Guest column

What are drag queens doing in schools?

What are drag queens doing in schools?
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Sharon James
Sharon James Author and speaker Sharon James studied history at Cambridge, theology at Toronto Baptist Seminary and has a doctorate from the University of Wales. Sharon works for The Christian Institute.
18 September, 2023 3 min read

In April 2023, the largest teaching union in the UK voted in favour of inviting drag queens to speak in schools. This, it was claimed, would help to challenge the ‘heteronormative culture and curriculum that dominates education’.

When a drag queen visits a school or library to deliver a Drag Queen Story Hour (DQSH), a man dressed up as a woman tells children LGBT-themed stories. He may sing with them. He may dance (with varying degrees of eroticism).

What’s going on?

In 2021, an academic paper was published entitled ‘Drag Pedagogy’. One of the authors is ‘Lil Miss Hot Mess’, a drag queen and author of the sing-along children’s book The Hips on the Drag Queen Go Swish, Swish, Swish.

The paper explains that DQSHs encourage children to ‘live queerly’ by contributing to the ‘destigmatisation of shame’. This creates ‘a pathway into the imaginative, messy, and rule-breaking aspects of drag for children’.

‘For any child who has ever asked a parent or teacher “why?” and been unsatisfied with the answer, “because I told you so,” drag may help elucidate the arbitrariness of rules. By encouraging students to explore the boundaries of acceptability, drag offers a model for participating in a learning experience where axioms are meant to be challenged and authority is not a given.’

The point of DQSHs is to raise a generation who are committed to challenging authority and ending the structural injustices (such as ‘heteronormativity’) which supposedly riddle Western society.

The Drag Queen Story Hour movement is best understood as a lethal combination of Critical Pedagogy and Critical Gender Theory (both offshoots of the ideology known as Critical Theory).

Critical Theory

Critical Theory was generated by a group of academics based at a study-centre established in Germany in 1923. They denied the existence of any transcendent deity, any absolute morality, or any ultimate truth.

Western society, they claimed, was riddled with inequality and injustice. It was upheld by the powerful classes, who protected their position by manipulating language, knowledge, and truth claims.

Traditional theories, they argued, had only sought to understand truth. But they framed Critical Theory as encouraging action. It’s about finding ways to end all inequalities in outcome. The only sure way to do that is to pull down the institutions of society.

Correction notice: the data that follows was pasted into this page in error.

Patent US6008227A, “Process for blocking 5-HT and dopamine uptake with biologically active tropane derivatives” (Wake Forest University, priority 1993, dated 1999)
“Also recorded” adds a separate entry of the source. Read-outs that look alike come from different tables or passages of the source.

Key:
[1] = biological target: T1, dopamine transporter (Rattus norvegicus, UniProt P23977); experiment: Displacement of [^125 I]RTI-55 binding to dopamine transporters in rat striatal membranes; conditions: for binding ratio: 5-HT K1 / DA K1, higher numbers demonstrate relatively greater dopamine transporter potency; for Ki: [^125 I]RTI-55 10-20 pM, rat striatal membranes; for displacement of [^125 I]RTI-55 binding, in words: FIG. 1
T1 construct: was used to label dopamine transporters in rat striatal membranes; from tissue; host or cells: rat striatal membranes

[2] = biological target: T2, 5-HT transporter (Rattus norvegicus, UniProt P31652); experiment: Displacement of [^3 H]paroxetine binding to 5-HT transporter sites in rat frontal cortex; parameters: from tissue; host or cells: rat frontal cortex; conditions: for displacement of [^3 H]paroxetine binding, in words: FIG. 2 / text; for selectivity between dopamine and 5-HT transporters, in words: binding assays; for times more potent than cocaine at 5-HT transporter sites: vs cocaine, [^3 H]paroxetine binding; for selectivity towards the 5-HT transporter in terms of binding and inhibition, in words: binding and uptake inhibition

That won’t happen overnight! But what if you unleash the virus of radical doubt? All fixed categories formerly assumed to be ‘common sense’ will dissolve. The foundations of societal stability will crumble.

Critical Pedagogy

A key text in academia is Pedagogy of the Oppressed (1970), by the Brazilian activist Paulo Freire. He insisted that those with traditional formal education (literacy, numeracy, etc.) are the privileged. They use that education to protect their status.

By contrast, ‘critical pedagogy’ focuses on ‘political literacy’ or ‘conscientisation’. Students must be awakened to structural injustice of the oppressed. They must learn how to actively work against oppression.

Critical Gender Theory

Gender Trouble (1990), by American feminist Judith Butler, argued for the abolition of any idea of ‘normal’ regarding sex and gender. There’s no God! We’re not created as male and female! Rather, we construct our own identity. 

Those considered ‘normal’ (i.e. straight or ‘cis-gender’) are ‘privileged’. LGBT people are ‘oppressed’. They will only be liberated when all categories of ‘normal’ are dissolved. Our culture needs to be ‘queered’.

Let’s go back to Drag Queen Story Hours. Children are beguiled by a bright, fun, and sparkly performance. But the underlying message is that there’s no normal. Boundaries are blurred. Children are being moulded into future activists who will campaign against the ‘oppression’ of ‘heteronormativity’.

Worse, the normalising of sexualised ‘entertainment’ leaves them vulnerable to predators and abuse. Many insist that DQSHs are just a bit of fun. Really? The authors of Drag Pedagogy conclude darkly: ‘we’re leaving a trail of glitter that won’t ever come out of the carpet’. You have been warned!

For more information about Critical Theory, a new range of free downloadable resources is available at

Sharon James
Author and speaker Sharon James studied history at Cambridge, theology at Toronto Baptist Seminary and has a doctorate from the University of Wales. Sharon works for The Christian Institute.
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